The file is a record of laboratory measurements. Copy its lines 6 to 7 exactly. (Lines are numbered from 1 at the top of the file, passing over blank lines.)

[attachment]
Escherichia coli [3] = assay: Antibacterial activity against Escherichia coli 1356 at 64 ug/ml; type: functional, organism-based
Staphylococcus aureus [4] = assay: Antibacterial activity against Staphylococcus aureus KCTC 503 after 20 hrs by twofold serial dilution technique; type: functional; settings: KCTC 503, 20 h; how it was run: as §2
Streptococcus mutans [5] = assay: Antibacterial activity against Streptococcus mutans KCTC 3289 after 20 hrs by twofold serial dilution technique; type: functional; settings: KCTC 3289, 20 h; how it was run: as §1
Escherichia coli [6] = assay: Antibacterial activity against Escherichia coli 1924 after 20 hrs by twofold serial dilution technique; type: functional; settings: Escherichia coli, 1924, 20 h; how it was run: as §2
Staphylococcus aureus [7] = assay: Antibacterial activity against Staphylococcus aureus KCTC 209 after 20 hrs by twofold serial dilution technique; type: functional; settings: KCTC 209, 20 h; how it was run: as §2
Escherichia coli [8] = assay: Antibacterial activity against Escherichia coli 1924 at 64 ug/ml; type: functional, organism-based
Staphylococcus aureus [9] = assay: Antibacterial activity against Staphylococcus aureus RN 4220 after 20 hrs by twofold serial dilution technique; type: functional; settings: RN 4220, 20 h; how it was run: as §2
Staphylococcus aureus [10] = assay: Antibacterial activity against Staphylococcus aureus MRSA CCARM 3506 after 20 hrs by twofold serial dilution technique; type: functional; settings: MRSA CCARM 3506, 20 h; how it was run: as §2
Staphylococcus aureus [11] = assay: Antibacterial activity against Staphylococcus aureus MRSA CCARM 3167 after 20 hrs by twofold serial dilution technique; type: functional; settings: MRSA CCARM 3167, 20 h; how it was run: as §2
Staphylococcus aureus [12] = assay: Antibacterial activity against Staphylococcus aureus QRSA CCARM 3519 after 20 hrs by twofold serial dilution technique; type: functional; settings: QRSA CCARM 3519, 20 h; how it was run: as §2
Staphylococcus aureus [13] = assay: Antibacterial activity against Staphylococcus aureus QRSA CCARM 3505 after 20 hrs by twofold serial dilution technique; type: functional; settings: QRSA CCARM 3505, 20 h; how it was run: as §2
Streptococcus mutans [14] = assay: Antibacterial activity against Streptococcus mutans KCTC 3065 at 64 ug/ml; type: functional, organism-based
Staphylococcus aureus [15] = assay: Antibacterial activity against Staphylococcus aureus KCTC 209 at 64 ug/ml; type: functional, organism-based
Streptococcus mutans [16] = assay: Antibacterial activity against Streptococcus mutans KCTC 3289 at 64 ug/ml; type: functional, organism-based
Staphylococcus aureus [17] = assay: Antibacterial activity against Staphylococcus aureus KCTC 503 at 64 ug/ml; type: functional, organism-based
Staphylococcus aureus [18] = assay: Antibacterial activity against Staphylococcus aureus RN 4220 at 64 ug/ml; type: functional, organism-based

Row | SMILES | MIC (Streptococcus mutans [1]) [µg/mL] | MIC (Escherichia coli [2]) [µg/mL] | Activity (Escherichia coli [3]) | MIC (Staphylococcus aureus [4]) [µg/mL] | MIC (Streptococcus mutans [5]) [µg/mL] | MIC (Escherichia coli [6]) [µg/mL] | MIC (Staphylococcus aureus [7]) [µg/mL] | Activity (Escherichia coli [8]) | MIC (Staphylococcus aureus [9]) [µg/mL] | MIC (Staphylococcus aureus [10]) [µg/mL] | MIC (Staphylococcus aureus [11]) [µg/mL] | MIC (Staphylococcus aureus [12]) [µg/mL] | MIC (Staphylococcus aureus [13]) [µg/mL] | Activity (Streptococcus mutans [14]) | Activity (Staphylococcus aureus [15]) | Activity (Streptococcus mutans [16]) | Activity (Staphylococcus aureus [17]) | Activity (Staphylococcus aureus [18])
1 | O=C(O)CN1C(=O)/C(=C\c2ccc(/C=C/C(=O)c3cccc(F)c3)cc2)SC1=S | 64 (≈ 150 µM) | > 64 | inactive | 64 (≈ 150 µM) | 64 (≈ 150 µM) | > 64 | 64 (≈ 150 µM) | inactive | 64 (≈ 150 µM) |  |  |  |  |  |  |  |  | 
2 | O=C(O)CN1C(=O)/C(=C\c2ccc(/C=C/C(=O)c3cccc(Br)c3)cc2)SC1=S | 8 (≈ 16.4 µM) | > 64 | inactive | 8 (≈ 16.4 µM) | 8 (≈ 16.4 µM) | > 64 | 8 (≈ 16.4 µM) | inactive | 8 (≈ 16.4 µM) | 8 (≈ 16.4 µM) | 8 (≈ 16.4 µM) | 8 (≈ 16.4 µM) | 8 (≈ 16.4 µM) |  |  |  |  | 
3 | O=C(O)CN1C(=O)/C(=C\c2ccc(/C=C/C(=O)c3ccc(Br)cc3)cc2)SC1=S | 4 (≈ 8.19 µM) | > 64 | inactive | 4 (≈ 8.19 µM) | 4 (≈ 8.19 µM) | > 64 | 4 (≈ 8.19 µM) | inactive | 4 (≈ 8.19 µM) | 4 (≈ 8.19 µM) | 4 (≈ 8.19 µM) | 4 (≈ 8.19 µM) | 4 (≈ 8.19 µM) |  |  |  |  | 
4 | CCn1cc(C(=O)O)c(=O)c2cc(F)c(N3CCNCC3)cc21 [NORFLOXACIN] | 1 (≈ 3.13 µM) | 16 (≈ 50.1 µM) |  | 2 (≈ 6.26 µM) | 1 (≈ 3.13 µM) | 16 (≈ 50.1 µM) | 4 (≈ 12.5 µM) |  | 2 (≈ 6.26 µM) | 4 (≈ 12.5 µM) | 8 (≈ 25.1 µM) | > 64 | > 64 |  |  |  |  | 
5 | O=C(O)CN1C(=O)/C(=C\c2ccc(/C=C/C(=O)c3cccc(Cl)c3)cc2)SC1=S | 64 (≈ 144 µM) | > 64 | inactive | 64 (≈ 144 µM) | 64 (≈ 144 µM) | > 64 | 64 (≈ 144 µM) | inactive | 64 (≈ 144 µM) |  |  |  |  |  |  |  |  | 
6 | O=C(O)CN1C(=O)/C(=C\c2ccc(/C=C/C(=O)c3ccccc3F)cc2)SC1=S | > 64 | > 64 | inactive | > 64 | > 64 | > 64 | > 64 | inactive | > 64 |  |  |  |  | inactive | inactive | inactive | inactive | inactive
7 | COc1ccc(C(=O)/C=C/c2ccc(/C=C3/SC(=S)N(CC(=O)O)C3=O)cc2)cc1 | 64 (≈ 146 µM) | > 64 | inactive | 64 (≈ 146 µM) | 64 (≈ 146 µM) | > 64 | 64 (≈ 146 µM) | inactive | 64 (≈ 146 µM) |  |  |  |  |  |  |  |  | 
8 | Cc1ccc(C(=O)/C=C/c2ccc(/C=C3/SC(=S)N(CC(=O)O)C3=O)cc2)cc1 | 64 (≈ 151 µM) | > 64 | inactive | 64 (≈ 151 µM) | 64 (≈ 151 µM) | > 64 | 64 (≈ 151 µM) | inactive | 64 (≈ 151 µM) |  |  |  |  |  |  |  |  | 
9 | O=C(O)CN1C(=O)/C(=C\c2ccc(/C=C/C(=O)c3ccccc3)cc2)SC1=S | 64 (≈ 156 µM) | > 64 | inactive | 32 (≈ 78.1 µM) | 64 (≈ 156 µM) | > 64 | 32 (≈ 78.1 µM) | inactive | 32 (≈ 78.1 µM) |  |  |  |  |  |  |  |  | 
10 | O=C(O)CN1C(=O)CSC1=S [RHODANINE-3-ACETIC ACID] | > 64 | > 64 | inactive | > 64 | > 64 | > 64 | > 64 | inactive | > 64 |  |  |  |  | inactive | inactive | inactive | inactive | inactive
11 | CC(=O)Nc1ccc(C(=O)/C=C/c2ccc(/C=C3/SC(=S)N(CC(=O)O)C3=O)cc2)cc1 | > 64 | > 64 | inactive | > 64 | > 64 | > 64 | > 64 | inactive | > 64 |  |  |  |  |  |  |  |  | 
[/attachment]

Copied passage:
Escherichia coli [8] = assay: Antibacterial activity against Escherichia coli 1924 at 64 ug/ml; type: functional, organism-based
Staphylococcus aureus [9] = assay: Antibacterial activity against Staphylococcus aureus RN 4220 after 20 hrs by twofold serial dilution technique; type: functional; settings: RN 4220, 20 h; how it was run: as §2